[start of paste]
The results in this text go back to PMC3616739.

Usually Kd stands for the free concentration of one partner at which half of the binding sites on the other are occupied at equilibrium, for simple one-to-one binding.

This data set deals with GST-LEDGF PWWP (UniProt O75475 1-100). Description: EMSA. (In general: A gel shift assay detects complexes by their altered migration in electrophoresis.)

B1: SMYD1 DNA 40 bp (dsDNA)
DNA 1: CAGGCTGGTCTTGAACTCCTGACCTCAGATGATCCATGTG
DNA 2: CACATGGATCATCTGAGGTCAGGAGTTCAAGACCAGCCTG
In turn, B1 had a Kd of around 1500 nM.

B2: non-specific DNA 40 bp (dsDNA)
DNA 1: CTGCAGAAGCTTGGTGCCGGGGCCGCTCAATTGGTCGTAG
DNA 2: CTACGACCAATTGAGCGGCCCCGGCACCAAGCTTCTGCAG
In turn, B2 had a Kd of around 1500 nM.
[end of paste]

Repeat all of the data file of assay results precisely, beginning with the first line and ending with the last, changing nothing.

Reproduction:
The results in this text go back to PMC3616739.

Usually Kd stands for the free concentration of one partner at which half of the binding sites on the other are occupied at equilibrium, for simple one-to-one binding.

This data set deals with GST-LEDGF PWWP (UniProt O75475 1-100). Description: EMSA. (In general: A gel shift assay detects complexes by their altered migration in electrophoresis.)

B1: SMYD1 DNA 40 bp (dsDNA)
DNA 1: CAGGCTGGTCTTGAACTCCTGACCTCAGATGATCCATGTG
DNA 2: CACATGGATCATCTGAGGTCAGGAGTTCAAGACCAGCCTG
In turn, B1 had a Kd of around 1500 nM.

B2: non-specific DNA 40 bp (dsDNA)
DNA 1: CTGCAGAAGCTTGGTGCCGGGGCCGCTCAATTGGTCGTAG
DNA 2: CTACGACCAATTGAGCGGCCCCGGCACCAAGCTTCTGCAG
In turn, B2 had a Kd of around 1500 nM.